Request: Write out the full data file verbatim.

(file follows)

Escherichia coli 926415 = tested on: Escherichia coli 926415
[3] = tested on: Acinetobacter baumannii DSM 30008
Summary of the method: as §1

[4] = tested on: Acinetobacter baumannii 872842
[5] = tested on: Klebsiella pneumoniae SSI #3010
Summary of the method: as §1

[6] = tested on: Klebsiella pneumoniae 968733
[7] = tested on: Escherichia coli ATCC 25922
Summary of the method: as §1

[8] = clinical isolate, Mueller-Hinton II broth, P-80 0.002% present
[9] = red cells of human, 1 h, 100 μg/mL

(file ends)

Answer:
Escherichia coli 926415 = tested on: Escherichia coli 926415
[3] = tested on: Acinetobacter baumannii DSM 30008
Summary of the method: as §1

[4] = tested on: Acinetobacter baumannii 872842
[5] = tested on: Klebsiella pneumoniae SSI #3010
Summary of the method: as §1

[6] = tested on: Klebsiella pneumoniae 968733
[7] = tested on: Escherichia coli ATCC 25922
Summary of the method: as §1

[8] = clinical isolate, Mueller-Hinton II broth, P-80 0.002% present
[9] = red cells of human, 1 h, 100 μg/mL